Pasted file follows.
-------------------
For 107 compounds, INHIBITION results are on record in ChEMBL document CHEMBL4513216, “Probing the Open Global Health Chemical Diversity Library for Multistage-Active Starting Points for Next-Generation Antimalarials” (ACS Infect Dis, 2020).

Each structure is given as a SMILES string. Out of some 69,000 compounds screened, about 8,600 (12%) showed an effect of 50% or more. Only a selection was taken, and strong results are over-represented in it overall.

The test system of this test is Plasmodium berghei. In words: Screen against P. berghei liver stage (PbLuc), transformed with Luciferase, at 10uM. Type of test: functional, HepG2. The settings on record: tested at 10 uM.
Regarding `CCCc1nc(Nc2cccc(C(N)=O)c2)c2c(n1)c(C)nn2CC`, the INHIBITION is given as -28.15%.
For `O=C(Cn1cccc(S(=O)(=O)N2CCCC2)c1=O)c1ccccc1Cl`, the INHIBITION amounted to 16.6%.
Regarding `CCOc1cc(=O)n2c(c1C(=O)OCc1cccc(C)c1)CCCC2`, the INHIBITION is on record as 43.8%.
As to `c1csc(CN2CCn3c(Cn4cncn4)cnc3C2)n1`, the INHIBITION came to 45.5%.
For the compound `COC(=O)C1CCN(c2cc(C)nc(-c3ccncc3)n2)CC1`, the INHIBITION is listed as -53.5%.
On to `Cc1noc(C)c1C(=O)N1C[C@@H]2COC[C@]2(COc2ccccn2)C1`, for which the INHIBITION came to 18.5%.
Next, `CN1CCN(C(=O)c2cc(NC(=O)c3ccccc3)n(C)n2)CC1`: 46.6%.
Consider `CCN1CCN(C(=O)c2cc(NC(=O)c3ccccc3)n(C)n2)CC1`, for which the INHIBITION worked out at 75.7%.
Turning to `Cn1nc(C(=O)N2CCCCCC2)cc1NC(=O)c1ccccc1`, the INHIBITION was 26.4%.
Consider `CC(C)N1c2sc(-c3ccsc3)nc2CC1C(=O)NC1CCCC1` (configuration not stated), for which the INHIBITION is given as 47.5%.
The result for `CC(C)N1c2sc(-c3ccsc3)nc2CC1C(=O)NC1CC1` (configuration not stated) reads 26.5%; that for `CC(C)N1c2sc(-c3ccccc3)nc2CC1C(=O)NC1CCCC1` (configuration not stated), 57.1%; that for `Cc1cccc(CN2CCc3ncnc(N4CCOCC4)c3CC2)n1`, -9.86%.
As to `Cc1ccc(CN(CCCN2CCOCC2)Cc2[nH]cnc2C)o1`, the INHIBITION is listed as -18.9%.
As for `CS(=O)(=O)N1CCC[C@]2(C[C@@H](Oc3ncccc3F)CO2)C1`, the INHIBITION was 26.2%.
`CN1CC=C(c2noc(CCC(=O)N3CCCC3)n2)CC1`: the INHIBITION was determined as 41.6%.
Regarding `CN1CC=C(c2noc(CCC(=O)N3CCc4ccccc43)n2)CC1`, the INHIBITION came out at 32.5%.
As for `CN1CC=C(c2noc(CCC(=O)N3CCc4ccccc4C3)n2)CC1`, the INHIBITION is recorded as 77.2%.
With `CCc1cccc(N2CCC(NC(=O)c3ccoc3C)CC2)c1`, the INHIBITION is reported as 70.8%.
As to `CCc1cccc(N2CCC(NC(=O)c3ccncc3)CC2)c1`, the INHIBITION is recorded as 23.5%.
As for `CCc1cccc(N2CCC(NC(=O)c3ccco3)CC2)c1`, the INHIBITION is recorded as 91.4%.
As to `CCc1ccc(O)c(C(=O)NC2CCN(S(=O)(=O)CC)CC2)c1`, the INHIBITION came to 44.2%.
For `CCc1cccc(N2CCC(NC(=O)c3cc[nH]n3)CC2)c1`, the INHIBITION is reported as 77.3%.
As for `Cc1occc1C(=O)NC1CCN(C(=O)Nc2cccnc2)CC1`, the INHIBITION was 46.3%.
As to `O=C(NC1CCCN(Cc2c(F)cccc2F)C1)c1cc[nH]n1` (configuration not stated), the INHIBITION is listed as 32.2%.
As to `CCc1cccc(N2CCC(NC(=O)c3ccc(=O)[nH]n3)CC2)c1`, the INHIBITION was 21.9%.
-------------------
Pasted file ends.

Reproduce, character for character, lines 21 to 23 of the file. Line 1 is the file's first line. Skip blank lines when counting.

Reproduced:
As to `CCc1cccc(N2CCC(NC(=O)c3ccncc3)CC2)c1`, the INHIBITION is recorded as 23.5%.
As for `CCc1cccc(N2CCC(NC(=O)c3ccco3)CC2)c1`, the INHIBITION is recorded as 91.4%.
As to `CCc1ccc(O)c(C(=O)NC2CCN(S(=O)(=O)CC)CC2)c1`, the INHIBITION came to 44.2%.